Snacks that children eat during the day, after school, and in the evenings are another problem area. Schumacher encourages parents to create “a safe food environment”—for example, getting rid of unhealthy snack foods and replacing them with fruits and vegetables. She also recommends something called “cue elimination”: “If Twinkies or chips aren’t in the house, you have an easy way to say no, and the children can’t be tempted to eat them. That food battle simply goes away.” Eventually, eliminating the cue to eat unhealthy foods works to eliminate the desire for them.
Schumacher also works with families to understand hunger. She doesn’t insist that children in the program start out eating breakfast. Instead, she asks them to notice if they’re hungry when they wake up in the morning. If children aren’t hungry, she says, they’re probably eating too much at night. “Once they cut back on nighttime eating, getting them to eat breakfast is a breeze,” she says.
A nutritious diet includes not only what a child eats, but also what a child drinks. “We should be a lot more diligent about [monitoring] what our kids are drinking,” Schumacher says. “It is fairly common for kids we work with to have been drinking more than a thousand calories per day in sugar-laden beverages. A 16-ounce soda contains more than ten spoonfuls of sugar. You’d never sit there and feed a child ten spoonfuls of sugar. But that’s what you’re doing when you give a child a can of soda.” Replacing sodas with glasses of water or even fruit juices often contributes to significant weight loss.
Other organizations have joined Trim Kids to encourage families and schoolchildren to experience food in different, healthier ways. Oldways Preservation and Exchange Trust, a food-issues think tank based in Boston, has developed a unique curriculum for middle-school students that introduces them to food cultivation, food history, and especially food preparation around the world. In one of the lessons, students make their own whole-wheat pita bread. “Preparing food is a sensory experience,” says Deborah Good, communications director of Oldways. “You put the pita bread in their hands, they pat it, turn it over, and next thing you know … they’re asking their parents to buy the ingredients,” she says.
Oldways has also developed food pyramids based on healthy diets from other cultures. These shed stark light on the typical American diet. Oldways promotes the Mediterranean diet, which includes several servings a day of dark, leafy green vegetables. By contrast, Good says, the typical U.S. diet contains less than half a serving a week of nutrient-rich green vegetables. “Simply taping one of these food pyramids to the refrigerator door,” says Good, “can spark conversation and, eventually, change.”
Creating A Mind Shift
Turning the tide of the childhood obesity epidemic will require broad-based changes in our communities and across the country. Researcher Melinda Sothern believes that such change is both necessary and possible. “We need a social shift in consciousness like we had with smoking,” she says. “We think it’s normal behavior to eat fast food four or five times a week. We need to make it unacceptable to eat this food, to drink soft drinks. We want kids to say, ‘Yuck, you drink soft drinks? Don’t you know how bad that is for you?'”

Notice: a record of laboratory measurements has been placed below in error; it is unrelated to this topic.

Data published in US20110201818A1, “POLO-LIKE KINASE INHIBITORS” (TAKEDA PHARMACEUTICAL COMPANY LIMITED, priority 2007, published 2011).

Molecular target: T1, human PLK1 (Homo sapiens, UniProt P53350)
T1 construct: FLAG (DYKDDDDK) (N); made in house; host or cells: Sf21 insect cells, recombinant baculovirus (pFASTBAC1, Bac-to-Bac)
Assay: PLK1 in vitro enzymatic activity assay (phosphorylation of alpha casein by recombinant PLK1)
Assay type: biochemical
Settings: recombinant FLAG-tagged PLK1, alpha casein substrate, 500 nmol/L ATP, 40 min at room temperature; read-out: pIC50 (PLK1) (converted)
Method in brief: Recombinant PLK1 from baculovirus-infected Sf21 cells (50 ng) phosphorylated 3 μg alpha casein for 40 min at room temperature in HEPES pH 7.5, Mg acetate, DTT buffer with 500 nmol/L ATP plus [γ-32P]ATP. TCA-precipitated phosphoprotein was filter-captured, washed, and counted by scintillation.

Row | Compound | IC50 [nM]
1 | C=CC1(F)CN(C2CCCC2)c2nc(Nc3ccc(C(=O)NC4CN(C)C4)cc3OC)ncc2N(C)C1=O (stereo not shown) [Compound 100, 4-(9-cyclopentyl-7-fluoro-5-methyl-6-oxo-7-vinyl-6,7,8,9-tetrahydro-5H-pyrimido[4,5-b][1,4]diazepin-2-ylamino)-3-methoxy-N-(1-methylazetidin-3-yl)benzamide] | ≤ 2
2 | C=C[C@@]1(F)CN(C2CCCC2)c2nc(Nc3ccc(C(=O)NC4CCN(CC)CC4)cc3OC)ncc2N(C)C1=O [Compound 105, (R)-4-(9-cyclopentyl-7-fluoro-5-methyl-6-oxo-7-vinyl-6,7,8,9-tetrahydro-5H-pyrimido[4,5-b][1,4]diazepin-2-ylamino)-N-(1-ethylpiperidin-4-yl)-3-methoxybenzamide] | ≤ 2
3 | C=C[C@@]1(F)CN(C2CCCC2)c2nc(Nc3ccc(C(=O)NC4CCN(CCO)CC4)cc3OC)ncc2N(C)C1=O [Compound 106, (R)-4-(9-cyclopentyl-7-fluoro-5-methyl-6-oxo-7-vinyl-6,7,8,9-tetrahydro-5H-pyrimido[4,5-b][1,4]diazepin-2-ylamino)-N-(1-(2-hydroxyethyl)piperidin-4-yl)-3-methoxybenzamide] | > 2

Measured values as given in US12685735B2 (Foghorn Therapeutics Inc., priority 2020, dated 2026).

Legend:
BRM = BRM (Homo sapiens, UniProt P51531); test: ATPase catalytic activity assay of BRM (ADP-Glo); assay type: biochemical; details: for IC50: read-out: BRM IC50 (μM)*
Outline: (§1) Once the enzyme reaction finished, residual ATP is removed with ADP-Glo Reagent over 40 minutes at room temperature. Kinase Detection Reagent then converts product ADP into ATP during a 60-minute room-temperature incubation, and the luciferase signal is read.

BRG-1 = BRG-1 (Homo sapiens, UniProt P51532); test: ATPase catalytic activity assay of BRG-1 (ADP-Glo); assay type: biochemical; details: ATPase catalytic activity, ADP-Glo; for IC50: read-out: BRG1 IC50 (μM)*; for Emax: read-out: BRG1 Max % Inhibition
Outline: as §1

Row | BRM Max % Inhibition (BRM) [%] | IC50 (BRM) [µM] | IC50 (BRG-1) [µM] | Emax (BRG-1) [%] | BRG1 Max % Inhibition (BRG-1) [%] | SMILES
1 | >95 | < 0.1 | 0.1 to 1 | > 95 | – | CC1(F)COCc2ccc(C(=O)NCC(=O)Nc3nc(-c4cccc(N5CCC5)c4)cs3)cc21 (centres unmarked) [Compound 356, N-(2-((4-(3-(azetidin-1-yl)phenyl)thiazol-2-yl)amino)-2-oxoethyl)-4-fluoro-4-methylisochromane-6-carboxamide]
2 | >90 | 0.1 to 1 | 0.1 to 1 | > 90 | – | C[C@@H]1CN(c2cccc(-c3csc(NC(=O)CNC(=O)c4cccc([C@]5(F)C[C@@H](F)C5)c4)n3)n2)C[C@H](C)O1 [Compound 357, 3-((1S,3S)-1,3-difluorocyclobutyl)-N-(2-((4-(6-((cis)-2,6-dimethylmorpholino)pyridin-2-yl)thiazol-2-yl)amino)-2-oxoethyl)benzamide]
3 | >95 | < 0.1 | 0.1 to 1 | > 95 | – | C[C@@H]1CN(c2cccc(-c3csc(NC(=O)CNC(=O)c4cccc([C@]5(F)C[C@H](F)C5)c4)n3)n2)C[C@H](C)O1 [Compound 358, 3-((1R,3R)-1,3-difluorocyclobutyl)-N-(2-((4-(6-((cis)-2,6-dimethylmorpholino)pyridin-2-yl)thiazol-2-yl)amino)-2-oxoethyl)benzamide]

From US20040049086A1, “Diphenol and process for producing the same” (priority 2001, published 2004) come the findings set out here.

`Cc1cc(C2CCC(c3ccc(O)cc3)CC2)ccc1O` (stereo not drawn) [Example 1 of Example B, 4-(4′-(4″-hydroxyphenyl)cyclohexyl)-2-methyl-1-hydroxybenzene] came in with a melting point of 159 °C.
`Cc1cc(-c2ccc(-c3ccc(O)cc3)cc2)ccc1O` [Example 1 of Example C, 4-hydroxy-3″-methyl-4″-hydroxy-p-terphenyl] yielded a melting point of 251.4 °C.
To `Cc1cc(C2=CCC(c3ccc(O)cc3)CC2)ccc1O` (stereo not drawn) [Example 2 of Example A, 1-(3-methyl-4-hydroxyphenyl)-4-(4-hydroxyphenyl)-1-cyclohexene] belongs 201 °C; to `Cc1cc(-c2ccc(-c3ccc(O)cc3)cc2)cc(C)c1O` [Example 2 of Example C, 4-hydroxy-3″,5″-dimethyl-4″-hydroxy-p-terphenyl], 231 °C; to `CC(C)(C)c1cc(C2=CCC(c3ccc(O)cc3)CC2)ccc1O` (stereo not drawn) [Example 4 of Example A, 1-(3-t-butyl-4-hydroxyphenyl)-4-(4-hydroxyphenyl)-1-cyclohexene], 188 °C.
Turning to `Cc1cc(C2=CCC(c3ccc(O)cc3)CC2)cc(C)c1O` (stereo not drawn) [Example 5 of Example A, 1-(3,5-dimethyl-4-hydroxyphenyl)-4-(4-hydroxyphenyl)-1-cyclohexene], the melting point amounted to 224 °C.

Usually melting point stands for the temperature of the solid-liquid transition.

Sothern suggests that parents start with the schools. “I tell parents, march up to your school administrators,” she says. “Ask for three simple things: daily PE, daily recess, and an appropriate lunch. If your school administrators won’t do anything, go to your PTA. If they won’t do anything, go to your school board, start a parents’ group. Make it happen.”
On a national level, Senate majority leader Frist is trying to pass the Improved Nutrition and Physical Activity Act (IMPACT), legislation he first introduced in 2001, aimed at reducing obesity among children and adolescents. The Physical Education for Progress (PEP) program is in its third year of promoting physical education in schools and communities through grants for teacher training and equipment. The program started in 2001 with $5 million; in 2003, in spite of a lack of support from President Bush, PEP received $60 million from Congress.
Congress banned cigarette advertising in the 1970s. Perhaps advertising to children, with its preponderance of junk-food ads, will be next. In 1995, the American Academy of Pediatrics declared that “advertising directed toward children is inherently deceptive and exploits children under 8 years of age” but stopped short of supporting a ban. Sweden went further. In 1991, the country banned all TV advertising directed at children under age 12. Governments have also imposed restrictions on advertising during children’s programming in Greece, Norway, Denmark, Austria, and the Netherlands.
The children we are raising now will have to live with the results of our national slide into obesity. On one level, the answers are simple, and we’ve known them for years. But changing how we eat and exercise is hard work, as anyone who has tried can attest. Changing an entire nation’s behavior will require an enormous exercise of political and civic will. Likely we will need to ask, and answer, many more questions before we can stop the obesity epidemic.
Freelance writer Kristen Laine is a frequent contributor to Delicious Living. Her last article, on midlife pregnancy, appeared in December 2002.